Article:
What can the foodservice industry, or consumers do to help support you and your business?

The foodservice industry can continue to help promote healthy living by supporting locally-sourced food, manufacturing and serving food that is delicious without being overly high in salt, sugar, trans fat or artificial ingredients. If they need context or recipe ideas, give me a shout! Consumers can research topics thoroughly to ensure any information they are broadcasting is accurate. .

Why is it important to celebrate Canadian ingredients/local produce and food?

If we don’t support our local food growers and producers, they can’t stay in business. Let’s keep our food dollars in Canada where our vast country and range of geography and seasons allows for an incredible and diverse variety of healthy, delicious food choices. 

What does Canada’s Agriculture Day mean to you? Why should consumers and industry alike participate in Canada’s Agriculture Day?

Celebrating Canada’s Agriculture Day emphasizes the significance of agriculture to the Canadian economy. With less than four per cent of Canadians employed in farming, there is a significant disconnect between farm and plate.

It is also valuable to learn that careers in agriculture don’t only include planting crops and milking cows. There is a diverse range of employment opportunities in agriculture that use science, math, communications, problem-solving, creativity and much more. As long as we eat, we need ag and we need people to work within the industry. Support the work being done by groups like Farm & Food Care Ontario. It has never been more important!

What would surprise someone to learn about your job/industry? Are there any misconceptions?

I am not and have never been the food police! I encourage my clients to take pleasure if what they eat. I am NOT a fan of doing any “diet math” or mathematical calculations to weigh, measure or track the food you eat. I have always been about whole food and home cooking. I think the single most important measure Canadians can take to eat healthy is to cook more meals at home – and focus on homegrown ingredients.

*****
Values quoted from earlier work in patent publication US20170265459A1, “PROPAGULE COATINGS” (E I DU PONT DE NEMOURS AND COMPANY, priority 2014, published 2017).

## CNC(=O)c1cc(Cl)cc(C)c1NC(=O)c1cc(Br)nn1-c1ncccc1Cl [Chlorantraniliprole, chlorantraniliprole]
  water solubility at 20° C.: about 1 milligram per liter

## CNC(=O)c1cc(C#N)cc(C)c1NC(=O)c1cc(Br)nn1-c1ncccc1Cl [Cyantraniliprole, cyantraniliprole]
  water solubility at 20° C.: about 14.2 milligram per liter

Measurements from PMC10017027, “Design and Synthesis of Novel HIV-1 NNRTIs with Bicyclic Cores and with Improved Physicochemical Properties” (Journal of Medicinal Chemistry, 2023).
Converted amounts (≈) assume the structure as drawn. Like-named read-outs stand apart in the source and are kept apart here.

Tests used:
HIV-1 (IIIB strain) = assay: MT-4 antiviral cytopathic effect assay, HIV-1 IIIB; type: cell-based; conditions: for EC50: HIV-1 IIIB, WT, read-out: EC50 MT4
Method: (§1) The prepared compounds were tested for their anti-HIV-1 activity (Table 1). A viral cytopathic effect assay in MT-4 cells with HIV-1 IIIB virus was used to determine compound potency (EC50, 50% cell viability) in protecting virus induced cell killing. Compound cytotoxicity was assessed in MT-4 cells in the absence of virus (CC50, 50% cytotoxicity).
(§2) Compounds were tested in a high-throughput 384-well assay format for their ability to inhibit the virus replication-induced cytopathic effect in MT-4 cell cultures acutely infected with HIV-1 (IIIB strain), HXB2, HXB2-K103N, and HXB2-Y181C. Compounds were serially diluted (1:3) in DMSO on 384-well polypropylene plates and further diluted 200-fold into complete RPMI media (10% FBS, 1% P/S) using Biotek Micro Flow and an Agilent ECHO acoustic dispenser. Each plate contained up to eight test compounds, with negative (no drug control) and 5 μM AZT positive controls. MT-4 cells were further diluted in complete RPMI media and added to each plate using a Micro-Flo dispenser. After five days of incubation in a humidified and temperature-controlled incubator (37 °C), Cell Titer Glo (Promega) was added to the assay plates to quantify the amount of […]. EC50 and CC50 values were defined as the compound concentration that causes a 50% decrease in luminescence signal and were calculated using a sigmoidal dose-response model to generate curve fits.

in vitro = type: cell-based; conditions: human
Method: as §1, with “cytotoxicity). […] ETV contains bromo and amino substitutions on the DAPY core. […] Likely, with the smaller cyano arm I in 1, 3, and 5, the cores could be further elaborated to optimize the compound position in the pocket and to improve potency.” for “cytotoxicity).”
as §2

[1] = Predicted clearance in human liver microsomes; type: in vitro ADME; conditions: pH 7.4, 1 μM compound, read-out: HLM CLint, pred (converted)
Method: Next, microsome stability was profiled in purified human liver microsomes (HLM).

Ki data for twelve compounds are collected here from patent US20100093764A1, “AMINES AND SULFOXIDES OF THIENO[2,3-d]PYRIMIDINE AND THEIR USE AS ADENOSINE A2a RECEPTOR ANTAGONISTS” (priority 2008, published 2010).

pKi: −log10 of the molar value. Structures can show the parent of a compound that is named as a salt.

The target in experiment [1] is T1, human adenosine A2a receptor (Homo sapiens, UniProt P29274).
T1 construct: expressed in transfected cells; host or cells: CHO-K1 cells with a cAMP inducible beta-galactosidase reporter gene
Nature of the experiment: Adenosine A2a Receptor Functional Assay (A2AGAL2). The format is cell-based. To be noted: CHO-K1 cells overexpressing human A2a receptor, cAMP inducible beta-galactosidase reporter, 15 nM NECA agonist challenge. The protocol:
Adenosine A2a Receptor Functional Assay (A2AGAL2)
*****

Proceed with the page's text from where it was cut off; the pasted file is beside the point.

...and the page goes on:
I have always believed that optimal health comes from achieving a balance with MANY factors including for example healthy eating, exercise, sleep, stress management, happiness and much more. Only focusing on eating as the “answer” is not a well-rounded enough approach to achieve meaningful and permanent positive, health-enhancing results. I also discourage wearing one’s food choices as a badge and imposing what works for you on to other people. Food choices are personal and result from many factors ranging from taste and availability to tradition, food skills, economics, likes, dislikes and more. 

You can find out more about Patricia and her work by visiting her website or following her on Instagram: @PatriciaChuey. Be sure to check out her Instagram project @HockeyYeti – a page highlighting the food hockey players need for optimal performance.